Vietnam bans all independent political parties, labor unions, and human rights organizations. Authorities require official approval for public gatherings and refuse to grant permission for meetings, marches, or protests they deem politically or otherwise unacceptable.
In April 2014, the police of Nha Trang city forcibly dispersed a human rights meeting organized by prominent blogger Nguyen Ngoc Nhu Quynh (also known as Mother Mushroom) and other activists. In July 2014, the Independent Journalists Association of Vietnam (IJAVN) was established. In August and September, police summoned members of the IJAVN— including founder Pham Chi Dung and freelance journalist Nguyen Thien Nhan—for questioning about their writing.
Domestic restriction of movement is used to prevent bloggers and activists from participating in public events, such as anti-China protests, human rights discussions, or attending trials of fellow activists. For example, writer Pham Dinh Trong was detained briefly twice in 2014 so he could not participate in an anti-China protest in Ho Chi Minh City in May or attend blogger Bui Thi Minh Hang’s trial in August.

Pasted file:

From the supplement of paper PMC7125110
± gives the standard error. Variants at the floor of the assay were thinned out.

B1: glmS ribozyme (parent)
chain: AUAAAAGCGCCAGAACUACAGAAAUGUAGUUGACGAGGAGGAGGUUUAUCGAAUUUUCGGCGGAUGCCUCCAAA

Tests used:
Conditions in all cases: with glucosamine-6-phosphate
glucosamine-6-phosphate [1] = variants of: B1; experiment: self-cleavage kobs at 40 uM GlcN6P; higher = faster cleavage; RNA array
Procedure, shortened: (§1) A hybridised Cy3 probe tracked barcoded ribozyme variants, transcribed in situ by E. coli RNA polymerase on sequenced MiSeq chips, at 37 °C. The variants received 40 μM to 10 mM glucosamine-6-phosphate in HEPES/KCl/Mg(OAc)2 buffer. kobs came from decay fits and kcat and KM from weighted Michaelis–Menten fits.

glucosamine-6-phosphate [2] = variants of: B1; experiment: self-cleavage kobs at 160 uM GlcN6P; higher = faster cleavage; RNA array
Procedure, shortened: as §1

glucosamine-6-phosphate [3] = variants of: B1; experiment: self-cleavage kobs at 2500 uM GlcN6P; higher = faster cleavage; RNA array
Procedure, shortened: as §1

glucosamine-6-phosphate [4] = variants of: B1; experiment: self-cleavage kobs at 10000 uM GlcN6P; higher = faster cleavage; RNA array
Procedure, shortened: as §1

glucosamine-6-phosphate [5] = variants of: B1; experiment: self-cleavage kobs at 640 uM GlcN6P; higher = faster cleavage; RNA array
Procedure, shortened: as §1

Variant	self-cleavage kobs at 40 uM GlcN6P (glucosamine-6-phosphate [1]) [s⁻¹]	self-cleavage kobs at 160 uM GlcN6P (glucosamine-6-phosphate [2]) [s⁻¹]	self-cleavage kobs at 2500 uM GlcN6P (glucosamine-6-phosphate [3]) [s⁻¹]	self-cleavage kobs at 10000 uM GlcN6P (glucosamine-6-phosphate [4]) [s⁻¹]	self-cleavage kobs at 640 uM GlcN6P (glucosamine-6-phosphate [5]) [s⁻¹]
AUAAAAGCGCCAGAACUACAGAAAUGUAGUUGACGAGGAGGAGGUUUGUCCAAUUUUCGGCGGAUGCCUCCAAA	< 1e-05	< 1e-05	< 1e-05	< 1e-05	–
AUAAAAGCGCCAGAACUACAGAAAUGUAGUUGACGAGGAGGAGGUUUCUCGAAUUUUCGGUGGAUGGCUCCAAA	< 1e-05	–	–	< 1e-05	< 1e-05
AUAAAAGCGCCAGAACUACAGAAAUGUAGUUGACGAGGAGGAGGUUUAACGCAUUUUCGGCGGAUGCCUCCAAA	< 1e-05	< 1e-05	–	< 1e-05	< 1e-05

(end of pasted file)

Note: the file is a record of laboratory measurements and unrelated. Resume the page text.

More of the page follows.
The government has also prevented many critics from making trips outside Vietnam, citing “national security.” In February 2014, freelance journalist Pham Chi Dung was prohibited from leaving Vietnam to attend Vietnam’s Universal Periodic Review session in Geneva. Other bloggers and activists who have been stopped from leaving Vietnam include Nguyen Thi Huyen Trang and Nguyen Thanh Thuy (in April), and Pham Dac Dat (in July).
The government monitors, harasses, and sometimes violently cracks down on religious groups that operate outside official, government-registered, and government-controlled religious institutions. Targets in 2014 included unrecognized branches of the Cao Dai church, the Hoa Hao Buddhist church, independent Protestant and Catholic house churches in the central highlands and elsewhere, Khmer Krom Buddhist temples, and the Unified Buddhist Church of Vietnam. At least 20 people were convicted in the first nine months of 2014 for participating in independent religious groups not approved by the government.
In July, while Professor Heiner Bielefeldt, UN special rapporteur on freedom of religion or belief, was visiting Vietnam on an official mission, police intimidated and put many dissidents and religious activists under house arrest so they could not meet him. Fearing for the safety of activists, Bielefeldt cut short his planned visits to An Giang, Gia Lai, and Kon Tum provinces.